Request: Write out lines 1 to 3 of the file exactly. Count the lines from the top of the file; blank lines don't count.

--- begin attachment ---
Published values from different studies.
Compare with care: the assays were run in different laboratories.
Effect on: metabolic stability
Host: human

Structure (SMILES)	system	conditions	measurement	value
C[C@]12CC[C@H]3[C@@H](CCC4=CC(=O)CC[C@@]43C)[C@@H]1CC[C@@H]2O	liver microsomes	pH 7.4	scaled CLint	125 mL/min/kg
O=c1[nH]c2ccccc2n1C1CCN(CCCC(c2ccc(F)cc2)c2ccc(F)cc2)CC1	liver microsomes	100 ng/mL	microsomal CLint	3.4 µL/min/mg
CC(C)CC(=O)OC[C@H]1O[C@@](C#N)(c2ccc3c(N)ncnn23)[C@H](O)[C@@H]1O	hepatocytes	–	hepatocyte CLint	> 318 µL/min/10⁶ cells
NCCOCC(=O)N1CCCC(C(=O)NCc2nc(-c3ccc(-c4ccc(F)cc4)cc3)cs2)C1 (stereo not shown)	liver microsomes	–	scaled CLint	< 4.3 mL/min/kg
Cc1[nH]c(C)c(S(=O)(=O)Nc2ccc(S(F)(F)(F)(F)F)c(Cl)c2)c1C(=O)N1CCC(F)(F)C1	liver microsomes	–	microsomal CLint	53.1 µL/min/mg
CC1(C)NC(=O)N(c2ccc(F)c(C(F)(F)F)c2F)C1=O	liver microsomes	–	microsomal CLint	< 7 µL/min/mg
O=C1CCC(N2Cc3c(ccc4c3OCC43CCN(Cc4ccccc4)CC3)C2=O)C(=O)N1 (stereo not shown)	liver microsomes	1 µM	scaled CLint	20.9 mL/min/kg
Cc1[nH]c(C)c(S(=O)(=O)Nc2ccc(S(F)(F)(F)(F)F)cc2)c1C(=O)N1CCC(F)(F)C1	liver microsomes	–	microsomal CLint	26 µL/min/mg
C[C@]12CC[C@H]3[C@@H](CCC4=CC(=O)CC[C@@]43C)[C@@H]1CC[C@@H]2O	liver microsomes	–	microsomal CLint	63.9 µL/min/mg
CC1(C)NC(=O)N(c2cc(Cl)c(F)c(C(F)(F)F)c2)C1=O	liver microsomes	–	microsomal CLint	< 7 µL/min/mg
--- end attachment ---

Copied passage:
Published values from different studies.
Compare with care: the assays were run in different laboratories.
Effect on: metabolic stability